The fourth book comes out next month, and I'm looking forward to reading that, as well as other, non-Benedict books by McDevitt.

2007: The Yiddish Policemen's Union

This book gives me a weird sense of pride for a number of reasons. One, I read it before it was nominated for a Nebula, so I didn't need that to know it was going to be a good book. Two, a Pulitzer-prize-winning author like Chabon decided to dabble in science fiction. Three, my fellow science fiction aficionados recognized this as the year's best novel (it won both the Nebula and the Hugo) even though it was written by an "outsider".

This book was really, really good. It takes place in an alternate history version of Alaska, where Jewish refugees were settled after World War II, instead of in Israel. But they were only allowed to stay for 50 years, and now they have to leave. Oh, yeah, and it's a murder mystery. And incredibly weird combination of ingredients, but Chabon not only makes it work, but elevates it to literature, not just "pulp fiction". Not only did this deserve the Nebula, it makes it clear that some of the other works on the list don't belong in the same category.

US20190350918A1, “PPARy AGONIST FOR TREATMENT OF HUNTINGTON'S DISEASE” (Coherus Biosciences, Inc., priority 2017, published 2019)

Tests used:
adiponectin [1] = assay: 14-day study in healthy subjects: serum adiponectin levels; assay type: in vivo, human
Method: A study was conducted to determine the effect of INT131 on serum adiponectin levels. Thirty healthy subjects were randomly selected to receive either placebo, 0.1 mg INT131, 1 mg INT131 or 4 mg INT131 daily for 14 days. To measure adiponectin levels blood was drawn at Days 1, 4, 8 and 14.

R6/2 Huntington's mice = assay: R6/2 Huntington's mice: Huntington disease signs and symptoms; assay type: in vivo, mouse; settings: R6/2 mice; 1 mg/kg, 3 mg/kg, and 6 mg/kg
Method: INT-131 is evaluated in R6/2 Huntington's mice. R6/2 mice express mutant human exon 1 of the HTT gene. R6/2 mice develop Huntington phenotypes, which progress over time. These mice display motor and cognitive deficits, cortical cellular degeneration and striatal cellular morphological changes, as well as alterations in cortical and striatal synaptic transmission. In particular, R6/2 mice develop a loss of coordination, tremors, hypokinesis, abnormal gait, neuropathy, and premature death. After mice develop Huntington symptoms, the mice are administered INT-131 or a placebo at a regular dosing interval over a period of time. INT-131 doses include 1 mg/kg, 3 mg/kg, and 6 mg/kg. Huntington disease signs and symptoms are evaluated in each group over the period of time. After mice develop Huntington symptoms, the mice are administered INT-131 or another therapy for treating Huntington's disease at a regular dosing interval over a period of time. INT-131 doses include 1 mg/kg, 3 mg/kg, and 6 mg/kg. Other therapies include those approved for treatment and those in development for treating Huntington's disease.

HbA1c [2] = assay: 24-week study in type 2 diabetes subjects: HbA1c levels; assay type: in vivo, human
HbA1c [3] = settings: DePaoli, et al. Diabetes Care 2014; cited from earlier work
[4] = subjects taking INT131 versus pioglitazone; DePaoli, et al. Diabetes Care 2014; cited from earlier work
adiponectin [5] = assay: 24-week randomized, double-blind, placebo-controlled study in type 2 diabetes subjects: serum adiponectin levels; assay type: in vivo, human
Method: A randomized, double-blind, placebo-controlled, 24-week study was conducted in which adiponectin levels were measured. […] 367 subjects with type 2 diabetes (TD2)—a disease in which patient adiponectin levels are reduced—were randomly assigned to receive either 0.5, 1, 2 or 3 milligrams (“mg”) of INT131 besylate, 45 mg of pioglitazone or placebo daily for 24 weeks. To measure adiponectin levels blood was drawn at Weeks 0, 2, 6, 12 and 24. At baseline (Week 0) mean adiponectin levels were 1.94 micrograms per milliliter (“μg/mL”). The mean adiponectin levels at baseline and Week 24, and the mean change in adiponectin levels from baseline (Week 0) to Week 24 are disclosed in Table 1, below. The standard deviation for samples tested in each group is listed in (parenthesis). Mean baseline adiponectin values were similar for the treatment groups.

So I go from having read 24 out of 41 to 29 out of 44. I actually picked up some of the other ones in this time period, but I didn't make it all the way through them. That's not a good sign, but I'll try again at some point. I am also going to take a look at the runners up for more ideas about good books to read.

To make it easier on myself to keep track, here is the complete list of Nebula novels I've read as of October 2008:
  1. 1965: Dune, Frank Herbert
  2. 1969: The Left Hand of Darkness, Ursula K. Le Guin
  3. 1970: Ringworld, Larry Niven
  4. 1973: Rendevous with Rama, Arthur C. Clarke